New findings by a major polling organization show that more French people than ever before now agree with the ideas of the far-right National Front Party and its leader, Jean-Marie Le Pen.
Paris, 31 May 2002 (RFE/RL) -- Since his sensational breakthrough into the run-off of last month's presidential elections, National Front leader Jean-Marie Le Pen has often boasted of what he calls the ongoing "Le Pen-ization of minds" in France. The publication this week (28 May) of a major new poll suggests he might not be exaggerating by much.
Sofres, an organization that has carried out similar inquiries since 1984, conducted the poll for the daily "Le Monde" and RTL Radio. It found that more than a quarter of the French say they are "rather or completely in accord" with the ideas of the far right, which includes a small splinter group -- the National Republican Movement led by Bruno Megret -- as well as the National Front.
In 1999, after Le Pen broke with Megret, only 11 percent of the French expressed sympathy for Le Pen's anti-immigrant, "France First" ideas. Now, only three years later, the percentage has jumped to 28, which "Le Monde" calls a "historic new high." The paper adds that the new poll's results confirm what it describes as the "solid anchoring" of the National Front in French public opinion.
The same day the results were announced, a former Socialist junior minister and senator called for the official ban of the National Front as a political party. "Ban it," argued Jean-Luc Melenchon, "or suffer the consequences."
But few, if any, other politicians were persuaded. Green leader Daniel Cohn-Bendit called Melenchon's suggestion "crazy" and "moronic." He said ironically that "all we have to do to live in a perfect world is to ban everything that is disagreeable." And in this week's Sofres poll, 60 percent of the French said that it would be "regrettable" not to give the National Front a legislative presence commensurate with its vote.
The poll found that elderly French people supported Le Pen more (30 percent) than those between 18 and 24 years old (19 percent). Only one in seven (14 percent) of those with higher education back him, while the less-educated are behind him solidly (46 percent). Le Pen is now supported by more than a third of French workers, shopkeepers, and artisans (34-35 percent). These are the same groups that largely voted communist for a quarter of a century after World War II.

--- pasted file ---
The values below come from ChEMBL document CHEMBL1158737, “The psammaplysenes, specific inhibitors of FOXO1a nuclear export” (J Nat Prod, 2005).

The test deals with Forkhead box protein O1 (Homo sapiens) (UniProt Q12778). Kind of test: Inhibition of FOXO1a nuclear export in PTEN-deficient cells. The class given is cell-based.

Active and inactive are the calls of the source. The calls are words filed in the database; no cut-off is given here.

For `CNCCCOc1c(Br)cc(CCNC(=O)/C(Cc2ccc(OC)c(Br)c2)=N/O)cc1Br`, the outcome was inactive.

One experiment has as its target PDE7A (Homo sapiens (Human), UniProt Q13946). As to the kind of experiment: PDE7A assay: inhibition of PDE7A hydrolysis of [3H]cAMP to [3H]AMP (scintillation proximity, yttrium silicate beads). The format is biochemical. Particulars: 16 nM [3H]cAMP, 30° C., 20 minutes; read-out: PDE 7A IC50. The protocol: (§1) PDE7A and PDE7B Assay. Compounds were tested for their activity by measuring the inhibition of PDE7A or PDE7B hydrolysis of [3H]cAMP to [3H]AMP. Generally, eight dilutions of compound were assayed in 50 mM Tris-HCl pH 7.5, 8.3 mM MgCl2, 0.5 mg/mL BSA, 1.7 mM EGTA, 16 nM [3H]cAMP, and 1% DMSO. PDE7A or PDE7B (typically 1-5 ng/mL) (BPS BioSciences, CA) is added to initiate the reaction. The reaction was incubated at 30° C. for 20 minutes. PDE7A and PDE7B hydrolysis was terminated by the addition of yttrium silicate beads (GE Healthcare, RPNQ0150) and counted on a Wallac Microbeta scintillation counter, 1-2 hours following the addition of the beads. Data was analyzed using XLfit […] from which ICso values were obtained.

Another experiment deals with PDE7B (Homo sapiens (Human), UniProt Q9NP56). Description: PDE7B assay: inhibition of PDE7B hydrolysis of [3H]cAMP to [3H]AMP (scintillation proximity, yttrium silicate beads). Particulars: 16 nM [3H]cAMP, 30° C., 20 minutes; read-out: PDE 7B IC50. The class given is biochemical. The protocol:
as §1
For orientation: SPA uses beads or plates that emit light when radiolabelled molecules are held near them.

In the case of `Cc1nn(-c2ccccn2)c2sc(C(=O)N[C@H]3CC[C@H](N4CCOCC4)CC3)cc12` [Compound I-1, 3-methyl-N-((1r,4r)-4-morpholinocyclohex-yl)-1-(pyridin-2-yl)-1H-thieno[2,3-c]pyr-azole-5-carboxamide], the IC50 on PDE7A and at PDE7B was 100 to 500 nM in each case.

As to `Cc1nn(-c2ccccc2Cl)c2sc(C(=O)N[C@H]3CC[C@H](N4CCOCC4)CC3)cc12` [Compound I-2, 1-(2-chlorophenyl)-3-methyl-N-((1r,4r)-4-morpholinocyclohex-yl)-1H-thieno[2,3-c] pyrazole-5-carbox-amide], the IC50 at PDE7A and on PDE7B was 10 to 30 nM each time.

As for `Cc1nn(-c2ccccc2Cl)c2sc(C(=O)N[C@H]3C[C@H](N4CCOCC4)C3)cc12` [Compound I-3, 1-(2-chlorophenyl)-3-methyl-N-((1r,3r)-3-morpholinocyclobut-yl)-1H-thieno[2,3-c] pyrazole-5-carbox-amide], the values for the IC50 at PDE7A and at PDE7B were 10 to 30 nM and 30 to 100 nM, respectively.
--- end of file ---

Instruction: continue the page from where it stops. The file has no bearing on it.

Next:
According to the poll, Le Pen's positions in three areas attract the most support: personal security (40 percent), traditional values (35 percent), and his criticism of the political establishment (26 percent). "Le Monde" said Le Pen was clearly benefiting from what it called "the general atmosphere of great security concerns and conservatism."
RFE/RL spoke with French political scientist and polling analyst Jean-Luc Parodi. He believes that Le Pen's years spent highlighting growing violence and personal insecurity have in effect forced mainstream parties to change their positions.
"Perhaps the most important [effect of Le Pen's insistence] on the problems of security and security policy is that it has moved the discussion of these questions toward Le Pen's [point of view]. That has been true of the left's discourse for the past two or three years. It's true of [conservative President] Jacques Chirac, who has certainly sought to preserve his advantage in the realm of security. To a certain degree, both sides (the left and right) have joined together in what was once considered Le Pen's traditional discourse."
Parodi adds, however, that if the mainstream left and right have adopted some of Le Pen's positions on personal-security issues, they have done so without his xenophobic, racist language or overtones. Weighing his words carefully, the analyst says: "I don't have the impression there has been a huge rupture [in traditional mainstream discourse]. I have the impression, rather, of a small 'liberation' of a taboo that is not accompanied by any positive support for the National Front. That's what is most striking in many respects."
Parodi and other analysts expect the subject of personal security to play a major role in the upcoming legislative elections (9 and 16 June). Few of the more than 8,400 candidates for the National Assembly's 577 seats -- an average of 15 for each constituency -- can expect to gain much support without putting the question at the top of his or her election agenda.
The National Front leader is hoping for another sort of achievement when the final votes are counted on 16 June: enough voting clout to keep control of the National Assembly out of the hands of President Jacques Chirac, his chief political adversary and personal enemy for 20 years.